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Hawkins cemetery at center of fraud case goes on the auction block

Jeff Bobo • Jun 5, 2018 at 8:30 PM

ROGERSVILLE — The Hawkins County cemetery that was at the center of a massive fraud investigation launched in 2013  involving 360 victims dating back two decades goes on the auction block Thursday afternoon.

Hawkins County Memorial Gardens, located at 536 Carters Valley Loop, Rogersville, will be auctioned off by the Knoxville-based Powell Auction and Realty on Thursday at noon at the location, although bids can also be made online. The cemetery is located just off Highway 11-W near the Surgoinsville city limits.

Auction proceeds will go toward the enormous restitution bill owed by former cemetery owner and operator Vickie Ringley.

When will the victims receive restitution?

Although Ringley pleaded guilty to multiple charges in February 2017, the exact amount of restitution hasn't been determined, and no disbursement order has been filed.

Attorney General Dan Armstrong told the Times News on Tuesday there is a hearing in Criminal Court on June 22 in which Ringley is seeking to buy back some of her personal property.

Armstrong said a total restitution amount may be determined by the time of that hearing. He said the amount is "well into six figures."

Ringley has been making restitution payments of $500 per month since she was released from jail on probation last year. As of yet, none of the proceeds has been disbursed to her victims.

The cemetery is still half empty

The cemetery is 9.6 acres and has a land value of $104,300. Of the 7,546 grave sites on the premises, 3,808 sites are vacant and available for immediate use with room for an additional 368 graves.

There's also an unfinished mausoleum that should accommodate 36 crypts once construction is completed.

There is no minimum bid, and all bids are subject to the approval of the court and the Tennessee Department of Commerce and Insurance. If potential buyers wish to operate the cemetery, they will be required to become registered.

What happens to the auction proceeds?

TDCI Communications Director Kevin Walters said a report must be made to the court regarding what occurs during the auction before the proceeds can be disbursed to victims.

Any disposition of the funds that are received through the auction will be subject to the court’s approval and, as such, it is not possible to say what that will be at this time, Walters noted.

The history behind the criminal case

On Feb. 17, 2017, Ringley accepted a plea agreement in which she was sentenced to 10 years in exchange for pleading guilty to one count of theft over $60,000, one count of money laundering, one count of forgery and one count of felony violation of cemetery regulations.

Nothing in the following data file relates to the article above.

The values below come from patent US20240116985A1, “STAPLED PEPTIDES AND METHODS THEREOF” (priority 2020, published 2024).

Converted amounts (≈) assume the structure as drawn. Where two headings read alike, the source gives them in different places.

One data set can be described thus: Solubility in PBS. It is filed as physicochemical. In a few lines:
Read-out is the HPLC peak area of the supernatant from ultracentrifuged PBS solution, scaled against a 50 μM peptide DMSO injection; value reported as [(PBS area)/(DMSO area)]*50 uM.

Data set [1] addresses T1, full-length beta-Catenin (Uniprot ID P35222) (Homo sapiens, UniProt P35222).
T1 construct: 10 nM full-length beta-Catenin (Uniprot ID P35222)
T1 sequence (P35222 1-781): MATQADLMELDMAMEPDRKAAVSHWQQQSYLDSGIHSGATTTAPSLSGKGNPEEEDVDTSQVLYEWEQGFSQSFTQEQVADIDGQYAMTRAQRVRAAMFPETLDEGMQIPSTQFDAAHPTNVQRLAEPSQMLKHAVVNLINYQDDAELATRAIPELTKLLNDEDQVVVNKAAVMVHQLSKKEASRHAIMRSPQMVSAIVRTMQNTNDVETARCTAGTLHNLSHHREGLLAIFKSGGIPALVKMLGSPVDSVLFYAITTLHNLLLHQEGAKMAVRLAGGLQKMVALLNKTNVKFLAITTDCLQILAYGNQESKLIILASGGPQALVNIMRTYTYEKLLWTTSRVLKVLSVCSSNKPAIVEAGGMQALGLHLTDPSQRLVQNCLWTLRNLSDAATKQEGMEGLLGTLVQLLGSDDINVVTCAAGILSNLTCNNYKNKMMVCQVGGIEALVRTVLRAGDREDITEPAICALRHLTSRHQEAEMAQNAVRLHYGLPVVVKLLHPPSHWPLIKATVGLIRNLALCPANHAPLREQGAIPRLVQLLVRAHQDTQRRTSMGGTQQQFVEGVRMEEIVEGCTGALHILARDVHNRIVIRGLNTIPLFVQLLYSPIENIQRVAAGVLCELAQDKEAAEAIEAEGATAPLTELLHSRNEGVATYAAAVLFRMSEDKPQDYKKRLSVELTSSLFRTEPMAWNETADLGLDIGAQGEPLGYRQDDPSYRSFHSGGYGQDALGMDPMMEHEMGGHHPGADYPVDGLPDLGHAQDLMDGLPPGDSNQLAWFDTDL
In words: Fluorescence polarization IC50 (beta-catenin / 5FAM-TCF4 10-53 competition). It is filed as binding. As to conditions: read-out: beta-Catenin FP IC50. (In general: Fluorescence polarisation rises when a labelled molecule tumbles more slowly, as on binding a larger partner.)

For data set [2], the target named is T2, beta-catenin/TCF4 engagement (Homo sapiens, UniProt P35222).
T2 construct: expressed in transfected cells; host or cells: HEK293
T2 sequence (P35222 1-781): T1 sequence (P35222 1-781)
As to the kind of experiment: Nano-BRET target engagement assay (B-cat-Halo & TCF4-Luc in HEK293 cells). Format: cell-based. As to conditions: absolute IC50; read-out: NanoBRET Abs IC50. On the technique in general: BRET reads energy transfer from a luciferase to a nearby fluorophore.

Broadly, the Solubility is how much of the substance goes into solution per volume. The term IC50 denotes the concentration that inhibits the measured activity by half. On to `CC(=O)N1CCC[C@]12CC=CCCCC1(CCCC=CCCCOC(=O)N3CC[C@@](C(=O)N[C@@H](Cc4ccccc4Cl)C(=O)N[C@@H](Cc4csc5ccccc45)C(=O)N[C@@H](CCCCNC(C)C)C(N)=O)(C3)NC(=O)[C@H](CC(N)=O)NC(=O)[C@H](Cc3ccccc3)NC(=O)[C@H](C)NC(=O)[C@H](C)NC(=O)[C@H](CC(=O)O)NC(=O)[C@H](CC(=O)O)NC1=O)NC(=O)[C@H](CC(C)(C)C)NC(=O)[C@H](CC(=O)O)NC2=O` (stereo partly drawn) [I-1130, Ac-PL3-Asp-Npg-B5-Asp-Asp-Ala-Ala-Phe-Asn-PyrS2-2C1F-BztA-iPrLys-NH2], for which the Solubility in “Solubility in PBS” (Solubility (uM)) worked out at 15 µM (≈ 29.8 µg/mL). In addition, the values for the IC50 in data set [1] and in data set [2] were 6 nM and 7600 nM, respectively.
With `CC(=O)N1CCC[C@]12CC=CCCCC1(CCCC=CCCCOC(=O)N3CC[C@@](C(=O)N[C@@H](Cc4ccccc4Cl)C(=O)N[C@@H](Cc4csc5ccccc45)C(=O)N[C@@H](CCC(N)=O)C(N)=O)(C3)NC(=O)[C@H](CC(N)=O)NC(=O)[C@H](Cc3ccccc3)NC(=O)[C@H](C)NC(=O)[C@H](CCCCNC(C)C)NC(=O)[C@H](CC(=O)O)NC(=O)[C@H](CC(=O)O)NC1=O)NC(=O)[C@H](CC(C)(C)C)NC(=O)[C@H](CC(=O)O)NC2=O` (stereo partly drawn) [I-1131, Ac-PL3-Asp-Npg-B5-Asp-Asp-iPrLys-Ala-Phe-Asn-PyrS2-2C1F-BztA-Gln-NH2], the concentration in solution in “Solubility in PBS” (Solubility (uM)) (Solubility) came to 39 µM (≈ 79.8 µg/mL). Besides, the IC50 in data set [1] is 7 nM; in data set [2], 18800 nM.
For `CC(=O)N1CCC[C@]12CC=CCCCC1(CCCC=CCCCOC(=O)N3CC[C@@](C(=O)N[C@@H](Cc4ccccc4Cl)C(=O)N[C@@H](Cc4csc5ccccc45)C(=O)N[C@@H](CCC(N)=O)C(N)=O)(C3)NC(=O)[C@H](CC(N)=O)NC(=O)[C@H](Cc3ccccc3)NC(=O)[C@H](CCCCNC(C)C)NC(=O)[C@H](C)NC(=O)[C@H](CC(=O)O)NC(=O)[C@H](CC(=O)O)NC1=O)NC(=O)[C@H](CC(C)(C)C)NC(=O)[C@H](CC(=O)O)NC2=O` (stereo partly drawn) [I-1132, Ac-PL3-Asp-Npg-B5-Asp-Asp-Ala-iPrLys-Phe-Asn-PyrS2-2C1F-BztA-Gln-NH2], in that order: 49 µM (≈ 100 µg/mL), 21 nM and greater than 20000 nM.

At the time, she had already been in jail for two years, and she was released at the end of February on probation on the condition she make a $500 per month restitution payment.

She was originally indicted on two counts of theft over $60,000, two counts of money laundering, seven counts of failure to follow state cemetery regulations and one count of forgery.

The investigation into Ringley’s illegal activities at the cemetery began in August 2013 after the Hawkins County Sheriff’s Office received multiple complaints that cemetery clients hadn’t received goods and services she had been paid to provide.

In January 2014, Ringley was interviewed by investigators, at which time she admitted that she didn’t have a trust account for the cemetery as required by law and that she was using money paid by cemetery clients to pay her personal expenses, including her mortgage and utilities.

She also admitted she was using money from new clients to attempt to provide services to old clients in what can best be described as a pyramid scheme.

For several weeks, investigators met with hundreds of potential victims and collected information regarding their contractual agreements with Hawkins County Memorial Gardens and Ringley.

The complaints collected from victims were various but consistently included failure to place headstones and markers as contracted to do; failure to provide deeds after the purchase of cemetery plots; forged signatures and notarizations on documents; plots that had been sold multiple times to different people, such that numerous people had proof of ownership of the same burial plot.

Her cemetery license was suspended by the Tennessee Department of Commerce and Insurance on Feb. 10, 2014.

The cemetery was placed in receivership by the state in December 2014.


 

Related reports:

Hawkins cemetery swindler's high-dollar designer accessories up for auction

Receiver sorting through 358 grave ownership claims at Hawkins cemetery

State suspends cemetery owner/operator in Hawkins

 

 

 

 

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